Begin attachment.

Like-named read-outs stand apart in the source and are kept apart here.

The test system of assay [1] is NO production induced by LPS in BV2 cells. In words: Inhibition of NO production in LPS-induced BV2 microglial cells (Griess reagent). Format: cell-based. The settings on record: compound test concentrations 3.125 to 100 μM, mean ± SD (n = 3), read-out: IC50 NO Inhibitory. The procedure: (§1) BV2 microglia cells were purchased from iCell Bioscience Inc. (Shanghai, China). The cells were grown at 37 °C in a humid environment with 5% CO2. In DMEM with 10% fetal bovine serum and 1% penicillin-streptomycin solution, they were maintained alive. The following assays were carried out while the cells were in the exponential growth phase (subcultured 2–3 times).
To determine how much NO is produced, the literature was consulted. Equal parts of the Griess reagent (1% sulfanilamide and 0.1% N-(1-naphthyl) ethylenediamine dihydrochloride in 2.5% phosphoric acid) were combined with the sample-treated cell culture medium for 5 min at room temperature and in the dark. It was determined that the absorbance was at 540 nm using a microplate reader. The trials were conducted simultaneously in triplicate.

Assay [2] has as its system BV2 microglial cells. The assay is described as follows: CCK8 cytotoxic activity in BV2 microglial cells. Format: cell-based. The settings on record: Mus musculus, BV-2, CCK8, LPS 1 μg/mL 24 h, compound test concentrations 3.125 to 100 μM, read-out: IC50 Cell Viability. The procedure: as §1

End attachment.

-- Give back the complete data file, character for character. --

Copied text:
Like-named read-outs stand apart in the source and are kept apart here.

The test system of assay [1] is NO production induced by LPS in BV2 cells. In words: Inhibition of NO production in LPS-induced BV2 microglial cells (Griess reagent). Format: cell-based. The settings on record: compound test concentrations 3.125 to 100 μM, mean ± SD (n = 3), read-out: IC50 NO Inhibitory. The procedure: (§1) BV2 microglia cells were purchased from iCell Bioscience Inc. (Shanghai, China). The cells were grown at 37 °C in a humid environment with 5% CO2. In DMEM with 10% fetal bovine serum and 1% penicillin-streptomycin solution, they were maintained alive. The following assays were carried out while the cells were in the exponential growth phase (subcultured 2–3 times).
To determine how much NO is produced, the literature was consulted. Equal parts of the Griess reagent (1% sulfanilamide and 0.1% N-(1-naphthyl) ethylenediamine dihydrochloride in 2.5% phosphoric acid) were combined with the sample-treated cell culture medium for 5 min at room temperature and in the dark. It was determined that the absorbance was at 540 nm using a microplate reader. The trials were conducted simultaneously in triplicate.

Assay [2] has as its system BV2 microglial cells. The assay is described as follows: CCK8 cytotoxic activity in BV2 microglial cells. Format: cell-based. The settings on record: Mus musculus, BV-2, CCK8, LPS 1 μg/mL 24 h, compound test concentrations 3.125 to 100 μM, read-out: IC50 Cell Viability. The procedure: as §1